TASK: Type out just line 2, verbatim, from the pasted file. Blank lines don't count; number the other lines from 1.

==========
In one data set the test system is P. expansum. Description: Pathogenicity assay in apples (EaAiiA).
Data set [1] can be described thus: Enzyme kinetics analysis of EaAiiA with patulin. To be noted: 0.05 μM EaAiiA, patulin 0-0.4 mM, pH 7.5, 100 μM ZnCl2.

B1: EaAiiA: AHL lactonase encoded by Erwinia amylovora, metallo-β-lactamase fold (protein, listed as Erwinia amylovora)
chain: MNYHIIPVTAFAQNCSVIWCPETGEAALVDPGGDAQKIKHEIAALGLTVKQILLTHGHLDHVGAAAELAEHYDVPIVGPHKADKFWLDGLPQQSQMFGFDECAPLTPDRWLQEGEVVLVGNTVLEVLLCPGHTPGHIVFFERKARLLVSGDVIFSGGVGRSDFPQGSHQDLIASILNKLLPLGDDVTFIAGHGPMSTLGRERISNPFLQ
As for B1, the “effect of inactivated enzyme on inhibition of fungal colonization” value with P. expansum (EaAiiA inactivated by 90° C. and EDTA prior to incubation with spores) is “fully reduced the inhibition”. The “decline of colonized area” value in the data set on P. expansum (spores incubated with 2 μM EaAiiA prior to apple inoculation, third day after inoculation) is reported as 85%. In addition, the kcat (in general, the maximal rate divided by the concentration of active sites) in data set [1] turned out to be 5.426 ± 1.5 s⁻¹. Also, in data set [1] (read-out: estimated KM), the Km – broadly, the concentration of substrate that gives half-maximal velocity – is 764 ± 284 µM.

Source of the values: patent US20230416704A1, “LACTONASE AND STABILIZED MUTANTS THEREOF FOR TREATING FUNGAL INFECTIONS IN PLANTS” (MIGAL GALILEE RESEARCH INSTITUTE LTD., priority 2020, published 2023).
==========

Data set [1] can be described thus: Enzyme kinetics analysis of EaAiiA with patulin. To be noted: 0.05 μM EaAiiA, patulin 0-0.4 mM, pH 7.5, 100 μM ZnCl2.